This list of prefixes, along with some common roots and suffixes, can help you recognize hundreds of words. Work with some of these 50 or so prefixes, or a few Latin roots, every day, and watch your English vocabulary take off!
(Click here to go straight to the prefix list and save the explanations for later.)
1. There are often several prefixes with the same meaning, one from Latin and one from Greek, maybe even one from Anglo-Saxon (as with sub-, hypo-, and under-.)
Often-- but not always-- they are used with a root from the same language. So we have ‘synthesis’ originally from Greek and ‘composite’ from Latin, both combining ‘with’+ the idea of setting down or placing something.
However, prefixes and roots don't have to match. 'Hyper,' (‘over’ or ‘excessive’ in Greek) can be combined with ‘active,’ from Latin, to make the common English word 'hyperactive.'
See Common Greek and Latin Prefixes to compare these (and other less common) prefixes, in alphabetical order by English meanings. (See also Greek Roots. Many words there can also be used as prefixes: bio-, photo-, tele-, etc.)
2. Prefixes are commonly used to indicate size (macro, micro), quantity (mono, uni, bi, tri, quad, multi, poly), relationships (anti, contra, com, sym), position in time (ante, fore, pre, post) or space (circum, exo, inter, intra, peri, sub, trans, etc.), quality (eu, mal), or negation. (See Negative Prefix List for a more detailed discussion.)
3. Several prefixes have more than one form, usually because a different ending sounds better before certain letters. These include a- or an-, ad- (which often drops the ‘d’ and may double the consonant of the root word); co-, com-,or con-; il-, im-, in-, ir; pre-, pro-; sym-, syn-; and sometimes others, like sub-.
4. There are many more commonly-used prefixes. I tried to limit this list of prefixes to the most useful of all, so it would be short enough to learn easily. (You can find more complete lists on the Internet or in a good dictionary.)
After you read the definition and the examples for each prefix, try to think of another word or two made from it. For example: anonymous-- without a (known) name, abduct-- to “lead away” (move your arm or leg away from the body, or to kidnap someone from their home), adhesive, adjust or administer ...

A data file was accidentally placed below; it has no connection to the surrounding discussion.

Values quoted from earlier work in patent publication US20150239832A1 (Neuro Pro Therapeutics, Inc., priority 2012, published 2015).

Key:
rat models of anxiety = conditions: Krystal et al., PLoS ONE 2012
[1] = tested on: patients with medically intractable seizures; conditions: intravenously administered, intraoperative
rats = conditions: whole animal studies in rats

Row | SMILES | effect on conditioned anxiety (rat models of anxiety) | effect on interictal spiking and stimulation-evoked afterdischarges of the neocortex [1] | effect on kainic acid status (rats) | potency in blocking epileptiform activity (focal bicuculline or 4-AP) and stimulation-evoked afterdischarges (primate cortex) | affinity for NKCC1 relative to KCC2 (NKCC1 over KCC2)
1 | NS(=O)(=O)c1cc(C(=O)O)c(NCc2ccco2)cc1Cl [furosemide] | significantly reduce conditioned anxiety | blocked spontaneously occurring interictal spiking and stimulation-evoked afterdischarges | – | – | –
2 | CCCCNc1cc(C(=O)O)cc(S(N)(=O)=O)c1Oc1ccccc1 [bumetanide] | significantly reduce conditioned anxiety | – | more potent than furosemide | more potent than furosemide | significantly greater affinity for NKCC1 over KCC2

Some prefix meanings will be obvious. Others will make more sense as you learn more words. See 50 Word Roots from Latin for prefixes combined with the Latin verb mittere, and then with other roots. There are many other prefix examples on the pages mentioned below the prefix list.
|a-, an-||without, not||anesthetic, atheist|
|ab-||away, from||abject, abscess|
|ad-, a-, ac-, as-||to, toward||access, admit, assist|
|bi-||two, both||bifocals, bipolar|
|co-, com-, con-||with||companion, concurrent|
|contra-, counter-||against||contradict, counteract|
|de-||down, undo, not||degenerate, depress|
|di-, dis-||lack of, not, apart||disadvantage, displacement|
|eu-||good, normal||eugenics, eulogy|
|ex-||out (of), former||expose, extract|
|exo-, ecto-, extra-, extro-||outside||exoskeleton, extraordinary|
|hyper||above, excessive||hyperactive, hypertension|
|hypo-||under, insufficient||hypodermic, hypothetical|
|il-, im-, in-, ir-||in, into, not, against||illegitimate, inadequate|
|inter-||among. between||interpose, intervene|
|non-||not, lacking||nonfat, nonsense|
|ob-,o-, oc-, op-||against, over, completely||object, occur, omit, oppose|
|pre-||before||precede, predict, prevent|
|re-||again, back||reform, retain, regenerate|
|semi-||half, partially||semiannual, semiconscious|
|sub-, sup-, sus-||under||submarine, subtropical|
|super-, supra-||above, excessive||superlative, suprarenal|
|sym-, syn-||with, together||sympathy, synthetic|
|trans-||across, beyond||Transform, transportation|
|ultra-||beyond. excessive||ultraliberal, ultrasonic|
This table, as well as information and practice on these prefixes, is also available as an inexpensive pdf for classes on Root, Prefix, and Suffix Worksheets. You can also get a similar version of just the prefix table and negative prefix list here. (Right-click to download.)
Word Families shows you how these prefixes change one word family (act), and 50 Latin Word Roots shows how they are used with many roots, as well as giving a complete demonstration with one. You might also like English Word Origins, List of Suffixes or Important Latin Roots.